My experience in Turkey based on two years there is entirely consistent with Giraldi’s point of view.
AntiWar.com, March 07, 2013
Turkish Prime Minister Recep Tayyip Erdogan is in trouble again with Washington and Tel Aviv because he dared to equate Zionism with fascism and anti-Semitism as an ideology or political movement that has brought oppression. Erdogan was speaking at a United Nations sponsored Alliance of Civilizations conference in Vienna dealing with instilling tolerance. He spoke in Turkish, but his words as translated into English were, “It is necessary that we must consider – just like Zionism or anti-Semitism or fascism – Islamophobia is a crime against humanity.” Erdogan was immediately pounced upon by the usual suspects and new American Secretary of State John Kerry was also quick to pull the trigger by saying, “We not only disagree with it. We found it objectionable.” He also stated that the comments did not help the Israel-Palestine peace process. That there is no peace process due to Israel’s unwillingness to countenance an actual Palestinian state with genuine sovereignty is apparently irrelevant, but then again it has been irrelevant to American policymakers ever since 1967, when the Israelis first occupied the remaining land that they had not already taken in the aftermath of the 1947 partition of Palestine.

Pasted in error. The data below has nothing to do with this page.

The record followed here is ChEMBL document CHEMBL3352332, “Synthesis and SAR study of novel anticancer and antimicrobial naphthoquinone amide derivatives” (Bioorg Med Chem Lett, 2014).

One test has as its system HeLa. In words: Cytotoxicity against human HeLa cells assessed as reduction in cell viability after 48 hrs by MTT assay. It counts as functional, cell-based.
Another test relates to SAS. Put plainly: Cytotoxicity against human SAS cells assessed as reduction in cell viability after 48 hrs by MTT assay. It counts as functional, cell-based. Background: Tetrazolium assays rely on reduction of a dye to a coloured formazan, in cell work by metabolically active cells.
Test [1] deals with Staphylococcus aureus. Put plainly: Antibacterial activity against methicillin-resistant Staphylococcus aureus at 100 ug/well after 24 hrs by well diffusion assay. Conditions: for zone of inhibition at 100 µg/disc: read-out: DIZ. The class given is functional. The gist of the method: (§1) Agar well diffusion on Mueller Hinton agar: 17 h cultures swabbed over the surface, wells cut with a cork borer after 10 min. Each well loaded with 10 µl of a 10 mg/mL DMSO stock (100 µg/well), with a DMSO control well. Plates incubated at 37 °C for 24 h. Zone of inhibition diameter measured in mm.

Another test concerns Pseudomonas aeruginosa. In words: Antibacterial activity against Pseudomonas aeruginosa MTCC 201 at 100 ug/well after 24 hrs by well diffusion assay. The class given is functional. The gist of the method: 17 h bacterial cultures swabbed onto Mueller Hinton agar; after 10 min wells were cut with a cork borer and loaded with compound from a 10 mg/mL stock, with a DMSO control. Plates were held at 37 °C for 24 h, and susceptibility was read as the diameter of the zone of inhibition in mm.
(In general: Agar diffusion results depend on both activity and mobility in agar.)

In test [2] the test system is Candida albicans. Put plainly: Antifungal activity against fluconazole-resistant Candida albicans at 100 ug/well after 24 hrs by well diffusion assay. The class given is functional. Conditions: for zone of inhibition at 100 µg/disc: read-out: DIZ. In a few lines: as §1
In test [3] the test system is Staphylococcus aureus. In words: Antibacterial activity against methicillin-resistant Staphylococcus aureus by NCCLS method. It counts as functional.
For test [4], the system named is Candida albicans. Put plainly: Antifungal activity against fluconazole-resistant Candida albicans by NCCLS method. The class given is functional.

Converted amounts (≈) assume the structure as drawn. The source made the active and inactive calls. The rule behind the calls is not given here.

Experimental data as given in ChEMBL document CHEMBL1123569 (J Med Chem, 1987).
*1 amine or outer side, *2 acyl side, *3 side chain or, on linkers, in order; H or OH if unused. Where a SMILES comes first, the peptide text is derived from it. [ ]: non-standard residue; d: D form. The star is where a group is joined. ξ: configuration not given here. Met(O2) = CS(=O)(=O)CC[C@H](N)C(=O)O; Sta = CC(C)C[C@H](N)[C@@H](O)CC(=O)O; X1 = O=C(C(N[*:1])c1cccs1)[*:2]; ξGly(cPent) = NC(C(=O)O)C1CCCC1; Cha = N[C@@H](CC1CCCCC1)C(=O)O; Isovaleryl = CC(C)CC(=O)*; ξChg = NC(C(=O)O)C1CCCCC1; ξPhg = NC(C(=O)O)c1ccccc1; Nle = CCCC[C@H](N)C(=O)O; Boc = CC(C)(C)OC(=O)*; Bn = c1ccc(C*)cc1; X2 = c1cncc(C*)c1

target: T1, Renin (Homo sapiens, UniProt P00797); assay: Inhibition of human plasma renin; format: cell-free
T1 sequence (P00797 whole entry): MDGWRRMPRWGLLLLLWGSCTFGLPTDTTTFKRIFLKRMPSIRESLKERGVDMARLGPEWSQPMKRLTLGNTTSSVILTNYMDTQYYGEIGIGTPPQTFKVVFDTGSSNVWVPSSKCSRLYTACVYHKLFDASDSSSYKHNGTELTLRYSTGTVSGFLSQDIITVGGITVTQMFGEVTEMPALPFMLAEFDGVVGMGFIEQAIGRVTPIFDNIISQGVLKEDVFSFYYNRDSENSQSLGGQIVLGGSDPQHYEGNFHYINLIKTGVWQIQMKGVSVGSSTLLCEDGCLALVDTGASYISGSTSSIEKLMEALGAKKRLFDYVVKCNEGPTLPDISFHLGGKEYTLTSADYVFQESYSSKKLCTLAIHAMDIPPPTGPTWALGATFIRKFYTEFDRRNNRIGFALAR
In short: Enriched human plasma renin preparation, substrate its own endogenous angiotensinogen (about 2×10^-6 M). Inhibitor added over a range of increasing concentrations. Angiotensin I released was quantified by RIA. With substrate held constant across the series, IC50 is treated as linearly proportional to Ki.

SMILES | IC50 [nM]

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I confess that I am defending Turkey partly because I have lived there, speak Turkish, and like the country and its people. It is also a major strategic ally of the United States, which is not true of Israel. Yes, there are many things that could be improved in Turkey but the same could be said in spades about our own country. Indeed, one might reasonably argue that Turkey is becoming more democratic while the United States is becoming less so. But when Prime Minister Erdogan says something that is manifestly true that some find offensive it perhaps would not be churlish to suggest that the critics stick to the actual comments for their rebuttals. I suppose the redirection of the argument is due to the fact that it is very difficult to defend Zionism as it has been practiced in Israel but it would be nice for a change if folks like Rubin, Goldman, and Dreher would somehow figure out that the rest of the world does not necessarily accept the various fictions that have been concocted to justify Israel’s oppression of the Palestinians.